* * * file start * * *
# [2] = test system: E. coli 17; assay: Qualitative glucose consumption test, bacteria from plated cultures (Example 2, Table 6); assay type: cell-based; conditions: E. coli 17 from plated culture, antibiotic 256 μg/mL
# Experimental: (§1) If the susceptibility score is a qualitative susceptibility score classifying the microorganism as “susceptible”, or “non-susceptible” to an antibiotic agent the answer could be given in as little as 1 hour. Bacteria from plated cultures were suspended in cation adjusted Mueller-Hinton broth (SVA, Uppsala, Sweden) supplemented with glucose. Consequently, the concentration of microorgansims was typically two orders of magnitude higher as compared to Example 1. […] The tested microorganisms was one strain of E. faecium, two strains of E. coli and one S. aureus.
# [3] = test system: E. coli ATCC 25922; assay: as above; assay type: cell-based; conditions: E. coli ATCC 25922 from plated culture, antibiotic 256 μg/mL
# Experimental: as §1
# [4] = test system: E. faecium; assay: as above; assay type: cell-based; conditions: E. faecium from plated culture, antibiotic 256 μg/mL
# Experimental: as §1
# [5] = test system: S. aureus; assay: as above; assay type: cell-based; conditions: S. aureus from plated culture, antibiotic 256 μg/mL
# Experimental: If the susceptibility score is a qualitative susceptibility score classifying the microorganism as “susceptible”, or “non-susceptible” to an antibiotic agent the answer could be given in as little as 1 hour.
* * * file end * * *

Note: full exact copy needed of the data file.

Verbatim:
# [2] = test system: E. coli 17; assay: Qualitative glucose consumption test, bacteria from plated cultures (Example 2, Table 6); assay type: cell-based; conditions: E. coli 17 from plated culture, antibiotic 256 μg/mL
# Experimental: (§1) If the susceptibility score is a qualitative susceptibility score classifying the microorganism as “susceptible”, or “non-susceptible” to an antibiotic agent the answer could be given in as little as 1 hour. Bacteria from plated cultures were suspended in cation adjusted Mueller-Hinton broth (SVA, Uppsala, Sweden) supplemented with glucose. Consequently, the concentration of microorgansims was typically two orders of magnitude higher as compared to Example 1. […] The tested microorganisms was one strain of E. faecium, two strains of E. coli and one S. aureus.
# [3] = test system: E. coli ATCC 25922; assay: as above; assay type: cell-based; conditions: E. coli ATCC 25922 from plated culture, antibiotic 256 μg/mL
# Experimental: as §1
# [4] = test system: E. faecium; assay: as above; assay type: cell-based; conditions: E. faecium from plated culture, antibiotic 256 μg/mL
# Experimental: as §1
# [5] = test system: S. aureus; assay: as above; assay type: cell-based; conditions: S. aureus from plated culture, antibiotic 256 μg/mL
# Experimental: If the susceptibility score is a qualitative susceptibility score classifying the microorganism as “susceptible”, or “non-susceptible” to an antibiotic agent the answer could be given in as little as 1 hour.